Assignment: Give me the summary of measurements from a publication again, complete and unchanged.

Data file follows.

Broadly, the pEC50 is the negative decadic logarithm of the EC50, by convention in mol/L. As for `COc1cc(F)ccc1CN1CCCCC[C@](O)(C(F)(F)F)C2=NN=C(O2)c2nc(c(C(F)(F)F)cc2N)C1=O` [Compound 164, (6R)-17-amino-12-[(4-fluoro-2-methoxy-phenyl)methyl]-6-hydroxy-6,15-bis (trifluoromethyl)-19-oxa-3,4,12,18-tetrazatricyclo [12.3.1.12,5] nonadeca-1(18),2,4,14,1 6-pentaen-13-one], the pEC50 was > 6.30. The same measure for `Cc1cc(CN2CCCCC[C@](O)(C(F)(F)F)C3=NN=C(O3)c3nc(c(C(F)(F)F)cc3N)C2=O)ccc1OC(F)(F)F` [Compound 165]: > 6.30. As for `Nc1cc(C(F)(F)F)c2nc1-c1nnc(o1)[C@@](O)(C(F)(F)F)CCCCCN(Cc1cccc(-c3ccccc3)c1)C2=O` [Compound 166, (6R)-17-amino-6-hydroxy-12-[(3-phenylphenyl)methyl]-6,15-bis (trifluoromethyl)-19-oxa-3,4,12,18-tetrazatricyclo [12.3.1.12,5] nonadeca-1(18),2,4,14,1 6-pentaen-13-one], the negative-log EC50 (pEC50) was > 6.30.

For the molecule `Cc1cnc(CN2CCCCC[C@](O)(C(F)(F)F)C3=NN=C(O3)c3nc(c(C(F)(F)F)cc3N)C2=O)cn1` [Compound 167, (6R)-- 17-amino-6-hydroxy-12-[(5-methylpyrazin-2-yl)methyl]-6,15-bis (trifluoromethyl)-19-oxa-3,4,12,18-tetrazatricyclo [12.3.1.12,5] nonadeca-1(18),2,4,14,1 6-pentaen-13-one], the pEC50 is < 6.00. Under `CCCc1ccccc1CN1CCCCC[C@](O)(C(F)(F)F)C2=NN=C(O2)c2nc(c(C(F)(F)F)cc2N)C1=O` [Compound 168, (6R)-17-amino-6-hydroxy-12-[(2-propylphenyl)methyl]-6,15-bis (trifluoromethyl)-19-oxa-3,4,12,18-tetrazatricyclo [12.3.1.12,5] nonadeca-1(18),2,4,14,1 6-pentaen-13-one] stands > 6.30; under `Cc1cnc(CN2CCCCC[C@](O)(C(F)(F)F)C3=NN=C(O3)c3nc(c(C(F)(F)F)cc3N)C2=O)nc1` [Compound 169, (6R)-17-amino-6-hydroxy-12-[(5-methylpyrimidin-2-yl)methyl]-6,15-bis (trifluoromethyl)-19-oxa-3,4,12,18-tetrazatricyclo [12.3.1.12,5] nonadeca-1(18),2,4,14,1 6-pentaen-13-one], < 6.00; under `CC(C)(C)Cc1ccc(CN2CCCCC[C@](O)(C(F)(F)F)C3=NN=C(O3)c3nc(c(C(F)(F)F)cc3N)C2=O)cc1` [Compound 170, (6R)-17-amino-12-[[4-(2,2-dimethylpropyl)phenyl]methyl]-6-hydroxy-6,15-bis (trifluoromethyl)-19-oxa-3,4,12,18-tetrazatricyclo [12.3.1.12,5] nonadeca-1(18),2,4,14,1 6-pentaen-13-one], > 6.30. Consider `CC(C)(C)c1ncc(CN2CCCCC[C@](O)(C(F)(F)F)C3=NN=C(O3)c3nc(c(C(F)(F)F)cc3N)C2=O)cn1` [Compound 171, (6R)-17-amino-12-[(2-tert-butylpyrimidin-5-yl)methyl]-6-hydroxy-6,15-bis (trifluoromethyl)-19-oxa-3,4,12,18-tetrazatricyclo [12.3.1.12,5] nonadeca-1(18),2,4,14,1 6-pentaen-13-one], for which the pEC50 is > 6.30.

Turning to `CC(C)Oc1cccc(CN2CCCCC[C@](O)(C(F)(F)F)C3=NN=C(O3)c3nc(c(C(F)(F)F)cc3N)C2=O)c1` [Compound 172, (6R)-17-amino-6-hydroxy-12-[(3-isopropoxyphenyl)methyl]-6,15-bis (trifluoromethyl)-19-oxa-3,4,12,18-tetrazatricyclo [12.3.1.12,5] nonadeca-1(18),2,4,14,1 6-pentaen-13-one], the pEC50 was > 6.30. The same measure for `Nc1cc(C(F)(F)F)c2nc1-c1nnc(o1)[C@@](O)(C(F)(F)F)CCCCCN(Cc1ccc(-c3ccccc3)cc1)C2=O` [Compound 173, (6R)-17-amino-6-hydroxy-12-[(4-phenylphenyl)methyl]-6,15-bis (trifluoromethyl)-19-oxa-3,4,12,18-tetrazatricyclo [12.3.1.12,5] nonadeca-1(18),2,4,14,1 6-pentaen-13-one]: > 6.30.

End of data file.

Broadly, the pEC50 is the negative decadic logarithm of the EC50, by convention in mol/L. As for `COc1cc(F)ccc1CN1CCCCC[C@](O)(C(F)(F)F)C2=NN=C(O2)c2nc(c(C(F)(F)F)cc2N)C1=O` [Compound 164, (6R)-17-amino-12-[(4-fluoro-2-methoxy-phenyl)methyl]-6-hydroxy-6,15-bis (trifluoromethyl)-19-oxa-3,4,12,18-tetrazatricyclo [12.3.1.12,5] nonadeca-1(18),2,4,14,1 6-pentaen-13-one], the pEC50 was > 6.30. The same measure for `Cc1cc(CN2CCCCC[C@](O)(C(F)(F)F)C3=NN=C(O3)c3nc(c(C(F)(F)F)cc3N)C2=O)ccc1OC(F)(F)F` [Compound 165]: > 6.30. As for `Nc1cc(C(F)(F)F)c2nc1-c1nnc(o1)[C@@](O)(C(F)(F)F)CCCCCN(Cc1cccc(-c3ccccc3)c1)C2=O` [Compound 166, (6R)-17-amino-6-hydroxy-12-[(3-phenylphenyl)methyl]-6,15-bis (trifluoromethyl)-19-oxa-3,4,12,18-tetrazatricyclo [12.3.1.12,5] nonadeca-1(18),2,4,14,1 6-pentaen-13-one], the negative-log EC50 (pEC50) was > 6.30.

For the molecule `Cc1cnc(CN2CCCCC[C@](O)(C(F)(F)F)C3=NN=C(O3)c3nc(c(C(F)(F)F)cc3N)C2=O)cn1` [Compound 167, (6R)-- 17-amino-6-hydroxy-12-[(5-methylpyrazin-2-yl)methyl]-6,15-bis (trifluoromethyl)-19-oxa-3,4,12,18-tetrazatricyclo [12.3.1.12,5] nonadeca-1(18),2,4,14,1 6-pentaen-13-one], the pEC50 is < 6.00. Under `CCCc1ccccc1CN1CCCCC[C@](O)(C(F)(F)F)C2=NN=C(O2)c2nc(c(C(F)(F)F)cc2N)C1=O` [Compound 168, (6R)-17-amino-6-hydroxy-12-[(2-propylphenyl)methyl]-6,15-bis (trifluoromethyl)-19-oxa-3,4,12,18-tetrazatricyclo [12.3.1.12,5] nonadeca-1(18),2,4,14,1 6-pentaen-13-one] stands > 6.30; under `Cc1cnc(CN2CCCCC[C@](O)(C(F)(F)F)C3=NN=C(O3)c3nc(c(C(F)(F)F)cc3N)C2=O)nc1` [Compound 169, (6R)-17-amino-6-hydroxy-12-[(5-methylpyrimidin-2-yl)methyl]-6,15-bis (trifluoromethyl)-19-oxa-3,4,12,18-tetrazatricyclo [12.3.1.12,5] nonadeca-1(18),2,4,14,1 6-pentaen-13-one], < 6.00; under `CC(C)(C)Cc1ccc(CN2CCCCC[C@](O)(C(F)(F)F)C3=NN=C(O3)c3nc(c(C(F)(F)F)cc3N)C2=O)cc1` [Compound 170, (6R)-17-amino-12-[[4-(2,2-dimethylpropyl)phenyl]methyl]-6-hydroxy-6,15-bis (trifluoromethyl)-19-oxa-3,4,12,18-tetrazatricyclo [12.3.1.12,5] nonadeca-1(18),2,4,14,1 6-pentaen-13-one], > 6.30. Consider `CC(C)(C)c1ncc(CN2CCCCC[C@](O)(C(F)(F)F)C3=NN=C(O3)c3nc(c(C(F)(F)F)cc3N)C2=O)cn1` [Compound 171, (6R)-17-amino-12-[(2-tert-butylpyrimidin-5-yl)methyl]-6-hydroxy-6,15-bis (trifluoromethyl)-19-oxa-3,4,12,18-tetrazatricyclo [12.3.1.12,5] nonadeca-1(18),2,4,14,1 6-pentaen-13-one], for which the pEC50 is > 6.30.

Turning to `CC(C)Oc1cccc(CN2CCCCC[C@](O)(C(F)(F)F)C3=NN=C(O3)c3nc(c(C(F)(F)F)cc3N)C2=O)c1` [Compound 172, (6R)-17-amino-6-hydroxy-12-[(3-isopropoxyphenyl)methyl]-6,15-bis (trifluoromethyl)-19-oxa-3,4,12,18-tetrazatricyclo [12.3.1.12,5] nonadeca-1(18),2,4,14,1 6-pentaen-13-one], the pEC50 was > 6.30. The same measure for `Nc1cc(C(F)(F)F)c2nc1-c1nnc(o1)[C@@](O)(C(F)(F)F)CCCCCN(Cc1ccc(-c3ccccc3)cc1)C2=O` [Compound 173, (6R)-17-amino-6-hydroxy-12-[(4-phenylphenyl)methyl]-6,15-bis (trifluoromethyl)-19-oxa-3,4,12,18-tetrazatricyclo [12.3.1.12,5] nonadeca-1(18),2,4,14,1 6-pentaen-13-one]: > 6.30.